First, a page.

In a large documentary to mark his 70th birthday next week, the heir to the throne addresses the issue of his controversial lobby.
And he promises to stop campaigning on the environment, architecture and homeopathy as king and insists: “I’m not that stupid.”
He speaks for the first – and, says the deputy, last time about a subject that has held much of his time as Prince of Wales: “I realize that it is a separate exercise that is sovereign. So I fully understand how that should work.
“I tried to make sure that what I did was non-party politics, but I think it is important to remember that there is only room for one sovereign at a time, not two.
“You cannot be the same as the sovereign if you are the Prince of Wales or the heir. But the idea in some way that I will continue in exactly the same way, if I have to succeed, is complete nonsense because the two situations are completely different.
The prince, however, has no criticism of his public campaign in the past half century. He says archly: “I always wonder what interference is? I mean, I always thought it was motivating.
“But I have always been intrigued, if it would interfere with the inner cities as I did 40 years ago and what happened or did not happen there – the circumstances in which people lived. If that interferes with me, I am very proud of it.
The documentary, Prince, Son and Heir – Charles on 70, which broadcasts on BBC One at 21:00, is a fascinating portrait of the king-in-waiting, with candid contributions from family, including his sons William and Harry and his wife, the Duchess of Cornwall. It reveals that:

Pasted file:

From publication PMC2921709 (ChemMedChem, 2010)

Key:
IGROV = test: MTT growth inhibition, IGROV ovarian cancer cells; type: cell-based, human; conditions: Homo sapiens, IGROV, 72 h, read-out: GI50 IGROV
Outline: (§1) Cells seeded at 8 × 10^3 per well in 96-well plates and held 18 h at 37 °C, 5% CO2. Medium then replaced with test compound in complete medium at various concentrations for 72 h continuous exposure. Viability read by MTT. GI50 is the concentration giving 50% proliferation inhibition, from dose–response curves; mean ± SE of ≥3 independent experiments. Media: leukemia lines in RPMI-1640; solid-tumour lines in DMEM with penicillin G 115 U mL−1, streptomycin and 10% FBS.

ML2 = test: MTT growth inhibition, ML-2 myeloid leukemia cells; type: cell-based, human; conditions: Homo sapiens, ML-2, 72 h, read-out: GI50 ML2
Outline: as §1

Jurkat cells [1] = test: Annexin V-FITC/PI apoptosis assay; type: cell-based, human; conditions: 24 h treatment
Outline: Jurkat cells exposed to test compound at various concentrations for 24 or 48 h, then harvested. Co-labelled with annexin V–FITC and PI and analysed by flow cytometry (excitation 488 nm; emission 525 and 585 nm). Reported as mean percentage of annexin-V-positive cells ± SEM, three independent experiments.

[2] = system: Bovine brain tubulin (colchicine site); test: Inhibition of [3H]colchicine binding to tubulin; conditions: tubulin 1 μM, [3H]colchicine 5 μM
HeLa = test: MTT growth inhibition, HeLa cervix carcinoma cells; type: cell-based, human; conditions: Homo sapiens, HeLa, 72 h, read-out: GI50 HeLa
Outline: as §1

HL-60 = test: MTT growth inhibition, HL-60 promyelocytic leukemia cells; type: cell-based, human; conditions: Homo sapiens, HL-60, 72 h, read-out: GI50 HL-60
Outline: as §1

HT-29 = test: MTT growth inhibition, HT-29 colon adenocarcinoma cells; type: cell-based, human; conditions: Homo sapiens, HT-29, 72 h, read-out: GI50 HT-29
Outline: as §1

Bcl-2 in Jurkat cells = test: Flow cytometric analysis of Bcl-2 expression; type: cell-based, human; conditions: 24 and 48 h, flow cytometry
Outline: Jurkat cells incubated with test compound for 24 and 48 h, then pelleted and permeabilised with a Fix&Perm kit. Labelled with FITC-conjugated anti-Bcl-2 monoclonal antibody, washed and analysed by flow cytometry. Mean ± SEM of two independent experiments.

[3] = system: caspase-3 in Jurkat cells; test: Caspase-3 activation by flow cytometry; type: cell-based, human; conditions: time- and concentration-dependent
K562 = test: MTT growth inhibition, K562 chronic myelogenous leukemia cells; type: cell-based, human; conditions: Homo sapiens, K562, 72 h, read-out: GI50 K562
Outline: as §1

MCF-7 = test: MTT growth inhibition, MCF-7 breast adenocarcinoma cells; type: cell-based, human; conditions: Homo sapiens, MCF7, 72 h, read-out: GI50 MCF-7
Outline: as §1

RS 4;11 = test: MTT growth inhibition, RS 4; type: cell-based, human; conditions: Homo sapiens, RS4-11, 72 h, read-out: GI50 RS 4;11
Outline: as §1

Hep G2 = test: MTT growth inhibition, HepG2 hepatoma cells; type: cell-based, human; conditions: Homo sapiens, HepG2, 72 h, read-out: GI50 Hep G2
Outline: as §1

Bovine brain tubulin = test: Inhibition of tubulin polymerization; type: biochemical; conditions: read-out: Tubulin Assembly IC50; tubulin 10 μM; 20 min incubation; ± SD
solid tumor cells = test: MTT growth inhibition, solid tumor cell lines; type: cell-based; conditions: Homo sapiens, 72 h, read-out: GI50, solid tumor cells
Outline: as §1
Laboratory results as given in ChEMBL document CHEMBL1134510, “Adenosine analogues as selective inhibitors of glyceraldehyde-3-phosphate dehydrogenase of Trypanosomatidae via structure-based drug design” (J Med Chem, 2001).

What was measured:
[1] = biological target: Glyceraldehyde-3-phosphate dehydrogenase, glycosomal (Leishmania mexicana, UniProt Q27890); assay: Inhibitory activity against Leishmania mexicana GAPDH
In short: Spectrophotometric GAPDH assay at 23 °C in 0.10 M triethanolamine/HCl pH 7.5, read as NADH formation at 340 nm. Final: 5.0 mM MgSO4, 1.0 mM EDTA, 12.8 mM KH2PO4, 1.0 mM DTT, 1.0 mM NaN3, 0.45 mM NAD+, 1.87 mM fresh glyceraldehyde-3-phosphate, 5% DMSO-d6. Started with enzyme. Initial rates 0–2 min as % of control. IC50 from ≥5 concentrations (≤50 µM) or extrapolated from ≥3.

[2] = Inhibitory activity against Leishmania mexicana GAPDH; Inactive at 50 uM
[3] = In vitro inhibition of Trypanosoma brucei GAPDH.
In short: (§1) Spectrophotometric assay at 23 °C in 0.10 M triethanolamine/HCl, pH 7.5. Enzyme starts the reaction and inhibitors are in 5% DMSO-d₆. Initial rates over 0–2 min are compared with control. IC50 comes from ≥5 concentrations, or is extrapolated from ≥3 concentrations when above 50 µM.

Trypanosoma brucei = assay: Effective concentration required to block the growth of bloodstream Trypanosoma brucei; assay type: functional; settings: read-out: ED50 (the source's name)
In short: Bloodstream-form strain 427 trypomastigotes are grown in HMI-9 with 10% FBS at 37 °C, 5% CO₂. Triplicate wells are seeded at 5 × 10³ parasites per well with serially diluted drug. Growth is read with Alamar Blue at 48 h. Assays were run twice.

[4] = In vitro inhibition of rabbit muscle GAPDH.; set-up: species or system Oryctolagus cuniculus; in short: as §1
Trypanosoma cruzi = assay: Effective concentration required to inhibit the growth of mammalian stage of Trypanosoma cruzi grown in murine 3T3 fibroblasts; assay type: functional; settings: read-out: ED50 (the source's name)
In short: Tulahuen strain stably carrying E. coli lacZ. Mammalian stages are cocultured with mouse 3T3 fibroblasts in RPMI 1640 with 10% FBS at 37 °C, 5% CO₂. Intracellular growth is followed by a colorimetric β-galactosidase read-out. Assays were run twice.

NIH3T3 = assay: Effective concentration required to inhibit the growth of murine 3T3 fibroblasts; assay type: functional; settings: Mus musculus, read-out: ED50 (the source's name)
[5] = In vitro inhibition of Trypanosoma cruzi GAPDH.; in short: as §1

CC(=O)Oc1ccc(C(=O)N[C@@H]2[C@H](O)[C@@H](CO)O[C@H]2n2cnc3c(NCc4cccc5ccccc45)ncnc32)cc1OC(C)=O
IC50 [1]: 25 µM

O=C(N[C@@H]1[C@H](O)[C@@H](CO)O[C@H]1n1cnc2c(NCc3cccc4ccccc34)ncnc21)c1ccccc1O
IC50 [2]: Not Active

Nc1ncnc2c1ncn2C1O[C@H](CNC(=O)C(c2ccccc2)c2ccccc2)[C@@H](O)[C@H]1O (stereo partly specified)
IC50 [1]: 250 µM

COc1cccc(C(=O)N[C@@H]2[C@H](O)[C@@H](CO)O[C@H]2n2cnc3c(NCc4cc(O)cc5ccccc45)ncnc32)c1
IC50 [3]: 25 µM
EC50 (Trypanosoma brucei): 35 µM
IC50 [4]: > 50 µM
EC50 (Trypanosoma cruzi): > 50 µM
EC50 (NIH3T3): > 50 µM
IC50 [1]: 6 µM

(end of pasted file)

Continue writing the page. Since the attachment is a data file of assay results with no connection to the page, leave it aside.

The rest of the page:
- Charles is such a workaholic that at midnight he often falls asleep at his desk with a memo on his forehead;
- When the Duchess of Sussex discovered that her father would not take her through the aisle, Charles offered himself immediately;
- Prince William wishes his father could spend more time with the grandchildren George, Charlotte and Louis;
- Although born to be king, Charles does not think much about his destination;
- William insists that he is his own man & wants to become like Prince of Wales.
Documentary filmmaker John Bridcut had unparalleled access to Charles for a year, and watched him closely, both at work and in private.
And although a sensitive issue with the prince, the problem of his lifelong lobby was hard to ignore.
Over the years, the prince has been accused of risking the constitutional impartiality of the monarch by interfering in government policy.
Stories about his so-called “black spider memos”, the regular missives written to ministers who asked for action in his distinctive clawed handwriting, have made many uncomfortable about his ability to be a neutral monarch.
In the interview, the prince confronts the problem directly, pointing out that as the longest-serving throne in British history – he inherited the role at the age of four – it was his duty to find a way to live a productive life.
He compares his role with that of the 14th-century Black Prince, a predecessor as Prince of Wales and commander during the Hundred Years War.
Charles says: “Each of my predecessors had to figure out how they would do it, many of them fell dead or were killed before they got very far.
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SOURCE: Daily Mail